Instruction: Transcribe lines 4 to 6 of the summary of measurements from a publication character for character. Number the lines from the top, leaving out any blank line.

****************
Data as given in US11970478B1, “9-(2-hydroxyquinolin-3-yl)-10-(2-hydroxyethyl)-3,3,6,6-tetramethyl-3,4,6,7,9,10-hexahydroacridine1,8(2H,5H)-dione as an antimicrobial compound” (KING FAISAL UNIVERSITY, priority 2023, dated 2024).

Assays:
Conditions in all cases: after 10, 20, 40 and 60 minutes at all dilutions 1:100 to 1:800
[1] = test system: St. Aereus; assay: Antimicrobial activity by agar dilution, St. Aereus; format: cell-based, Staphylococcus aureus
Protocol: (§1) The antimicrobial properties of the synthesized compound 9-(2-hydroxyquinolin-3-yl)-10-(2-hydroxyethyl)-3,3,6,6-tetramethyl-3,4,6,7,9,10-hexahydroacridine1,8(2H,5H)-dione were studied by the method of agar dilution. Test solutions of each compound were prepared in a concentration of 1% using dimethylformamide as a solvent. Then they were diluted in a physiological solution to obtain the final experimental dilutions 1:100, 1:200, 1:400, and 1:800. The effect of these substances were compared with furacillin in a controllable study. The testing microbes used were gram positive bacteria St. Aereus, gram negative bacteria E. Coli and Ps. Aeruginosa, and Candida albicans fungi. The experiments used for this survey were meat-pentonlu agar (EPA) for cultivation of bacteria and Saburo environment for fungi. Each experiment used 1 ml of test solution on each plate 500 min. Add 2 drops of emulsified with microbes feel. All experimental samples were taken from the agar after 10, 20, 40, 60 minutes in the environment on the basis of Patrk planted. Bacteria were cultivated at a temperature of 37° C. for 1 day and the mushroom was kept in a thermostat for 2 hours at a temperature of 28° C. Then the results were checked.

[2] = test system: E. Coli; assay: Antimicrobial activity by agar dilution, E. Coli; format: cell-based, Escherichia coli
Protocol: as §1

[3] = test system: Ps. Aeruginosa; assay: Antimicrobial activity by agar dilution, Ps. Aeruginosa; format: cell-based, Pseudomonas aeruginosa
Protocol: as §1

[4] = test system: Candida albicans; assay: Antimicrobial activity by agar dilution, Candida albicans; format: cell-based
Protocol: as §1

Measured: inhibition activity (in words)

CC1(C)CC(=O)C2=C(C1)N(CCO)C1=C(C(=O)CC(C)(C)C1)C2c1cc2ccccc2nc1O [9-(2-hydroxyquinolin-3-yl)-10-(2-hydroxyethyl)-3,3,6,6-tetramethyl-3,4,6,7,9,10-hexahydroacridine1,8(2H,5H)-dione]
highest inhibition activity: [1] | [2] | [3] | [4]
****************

[1] = test system: St. Aereus; assay: Antimicrobial activity by agar dilution, St. Aereus; format: cell-based, Staphylococcus aureus
Protocol: (§1) The antimicrobial properties of the synthesized compound 9-(2-hydroxyquinolin-3-yl)-10-(2-hydroxyethyl)-3,3,6,6-tetramethyl-3,4,6,7,9,10-hexahydroacridine1,8(2H,5H)-dione were studied by the method of agar dilution. Test solutions of each compound were prepared in a concentration of 1% using dimethylformamide as a solvent. Then they were diluted in a physiological solution to obtain the final experimental dilutions 1:100, 1:200, 1:400, and 1:800. The effect of these substances were compared with furacillin in a controllable study. The testing microbes used were gram positive bacteria St. Aereus, gram negative bacteria E. Coli and Ps. Aeruginosa, and Candida albicans fungi. The experiments used for this survey were meat-pentonlu agar (EPA) for cultivation of bacteria and Saburo environment for fungi. Each experiment used 1 ml of test solution on each plate 500 min. Add 2 drops of emulsified with microbes feel. All experimental samples were taken from the agar after 10, 20, 40, 60 minutes in the environment on the basis of Patrk planted. Bacteria were cultivated at a temperature of 37° C. for 1 day and the mushroom was kept in a thermostat for 2 hours at a temperature of 28° C. Then the results were checked.

[2] = test system: E. Coli; assay: Antimicrobial activity by agar dilution, E. Coli; format: cell-based, Escherichia coli